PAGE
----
Get some mulled wine ready and escape into Kehlani's winter getaway, below. Stay tuned for her forthcoming mixtape, While We Wait, out on February 22.

Kehlani - Nunya (feat. Dom Kennedy) [Official Music Video] www.youtube.com

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Photo by Alberto E. Rodriguez / Getty Images.

As in Black Panther Political Party leader

It's been a running joke that the Black parents/grandparents of millennials were really confused about all of the Black Panther hoopla ahead of its 2018 release. Many of them were anticipating a movie about members of the Black Panther Political Party and didn't know who the hell T'Challa was. Well, those people are about to have their moment, and we're about to have another one.

Variety is reporting that Fred Hampton, the Black Panther leader at the center of the upcoming biopic Jesus Was My Homeboy, could be played by none other than Daniel Kaluuya. Apparently, he is in negotiations for the role. And he's not the only Black Panther alum in the mix. The Warner Bros. project is being produced by Black Panther director, Ryan Coogler. The same article reports that the forever swoon-worthy Lakeith Stanfield—who appeared with Kaluuya in Jordan Peele's Get Out—is also in negotiations, to play William O'Neal, an FBI informant who infiltrated the Black Panther Party.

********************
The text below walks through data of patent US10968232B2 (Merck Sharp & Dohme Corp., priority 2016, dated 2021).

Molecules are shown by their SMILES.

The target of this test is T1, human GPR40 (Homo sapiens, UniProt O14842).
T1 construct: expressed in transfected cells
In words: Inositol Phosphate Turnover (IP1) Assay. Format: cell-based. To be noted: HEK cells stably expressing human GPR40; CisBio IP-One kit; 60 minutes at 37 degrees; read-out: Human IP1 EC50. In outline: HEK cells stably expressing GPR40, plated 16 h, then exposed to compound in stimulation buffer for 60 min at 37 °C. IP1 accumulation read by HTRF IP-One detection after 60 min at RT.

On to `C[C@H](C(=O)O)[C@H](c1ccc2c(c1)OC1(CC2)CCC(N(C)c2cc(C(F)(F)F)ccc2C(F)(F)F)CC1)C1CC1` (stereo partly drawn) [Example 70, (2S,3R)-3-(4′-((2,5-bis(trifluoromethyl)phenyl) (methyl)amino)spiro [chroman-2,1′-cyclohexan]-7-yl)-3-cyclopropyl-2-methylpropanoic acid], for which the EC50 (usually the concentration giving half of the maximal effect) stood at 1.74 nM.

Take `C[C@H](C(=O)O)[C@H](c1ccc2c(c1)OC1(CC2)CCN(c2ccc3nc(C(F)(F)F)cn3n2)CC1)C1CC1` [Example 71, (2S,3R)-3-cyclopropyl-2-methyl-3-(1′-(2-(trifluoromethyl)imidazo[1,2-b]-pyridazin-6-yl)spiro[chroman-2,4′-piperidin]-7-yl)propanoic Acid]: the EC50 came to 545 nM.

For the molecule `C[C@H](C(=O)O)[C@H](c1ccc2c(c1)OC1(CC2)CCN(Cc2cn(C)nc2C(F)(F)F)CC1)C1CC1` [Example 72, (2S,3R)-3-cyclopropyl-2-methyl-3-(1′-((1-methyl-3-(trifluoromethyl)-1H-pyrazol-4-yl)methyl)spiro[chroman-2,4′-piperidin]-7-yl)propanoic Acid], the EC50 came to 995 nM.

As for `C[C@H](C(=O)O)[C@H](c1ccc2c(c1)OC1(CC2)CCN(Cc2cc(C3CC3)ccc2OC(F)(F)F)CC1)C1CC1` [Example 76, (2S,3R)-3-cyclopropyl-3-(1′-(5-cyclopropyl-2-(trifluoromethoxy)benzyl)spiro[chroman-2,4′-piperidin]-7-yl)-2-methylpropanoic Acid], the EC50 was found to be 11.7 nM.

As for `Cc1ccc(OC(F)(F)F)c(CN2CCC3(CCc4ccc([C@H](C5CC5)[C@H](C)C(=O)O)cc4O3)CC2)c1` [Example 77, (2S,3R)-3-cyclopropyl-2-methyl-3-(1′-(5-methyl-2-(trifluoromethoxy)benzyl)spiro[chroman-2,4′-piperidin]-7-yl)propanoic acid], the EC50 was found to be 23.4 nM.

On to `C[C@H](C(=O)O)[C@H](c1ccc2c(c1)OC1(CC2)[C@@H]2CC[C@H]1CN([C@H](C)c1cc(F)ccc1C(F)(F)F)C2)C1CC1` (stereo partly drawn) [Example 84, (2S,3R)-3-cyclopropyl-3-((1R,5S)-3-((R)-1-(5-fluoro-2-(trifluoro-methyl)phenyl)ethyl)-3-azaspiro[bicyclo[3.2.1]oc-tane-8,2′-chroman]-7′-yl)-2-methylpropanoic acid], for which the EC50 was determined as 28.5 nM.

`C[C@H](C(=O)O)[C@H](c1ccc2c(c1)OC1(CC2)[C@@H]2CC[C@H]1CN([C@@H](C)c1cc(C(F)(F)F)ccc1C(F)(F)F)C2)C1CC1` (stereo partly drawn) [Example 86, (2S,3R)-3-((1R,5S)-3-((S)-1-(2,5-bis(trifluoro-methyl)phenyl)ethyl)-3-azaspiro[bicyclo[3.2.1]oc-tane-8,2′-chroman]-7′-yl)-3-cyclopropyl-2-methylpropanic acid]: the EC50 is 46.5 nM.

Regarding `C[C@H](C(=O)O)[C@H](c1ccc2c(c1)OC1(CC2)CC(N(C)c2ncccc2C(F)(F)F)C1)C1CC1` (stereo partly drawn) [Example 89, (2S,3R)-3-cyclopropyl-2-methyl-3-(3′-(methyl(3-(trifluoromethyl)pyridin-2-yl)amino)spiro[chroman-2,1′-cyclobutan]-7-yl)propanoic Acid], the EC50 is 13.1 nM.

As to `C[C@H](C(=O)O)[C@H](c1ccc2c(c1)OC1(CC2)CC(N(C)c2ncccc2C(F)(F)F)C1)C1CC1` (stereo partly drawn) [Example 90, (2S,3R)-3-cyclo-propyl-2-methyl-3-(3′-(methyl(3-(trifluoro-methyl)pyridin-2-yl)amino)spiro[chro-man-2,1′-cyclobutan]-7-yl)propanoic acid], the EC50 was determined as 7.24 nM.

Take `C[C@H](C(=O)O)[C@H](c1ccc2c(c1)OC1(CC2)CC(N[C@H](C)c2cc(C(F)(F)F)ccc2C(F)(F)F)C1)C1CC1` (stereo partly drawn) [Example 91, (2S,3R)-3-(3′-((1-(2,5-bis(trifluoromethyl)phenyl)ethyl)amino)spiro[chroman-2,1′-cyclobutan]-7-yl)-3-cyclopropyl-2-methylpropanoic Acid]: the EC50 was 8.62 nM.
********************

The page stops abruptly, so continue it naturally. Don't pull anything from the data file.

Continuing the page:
Coogler and Charles King are putting together a dream cast to tell a difficult story. Hampton was killed by the Chicago Police Department, while his pregnant girlfriend lay next to him, thanks in part to information they received from O'Neal. Whenever it's out, I strongly recommend having Black Panther queued up as a palate cleanser.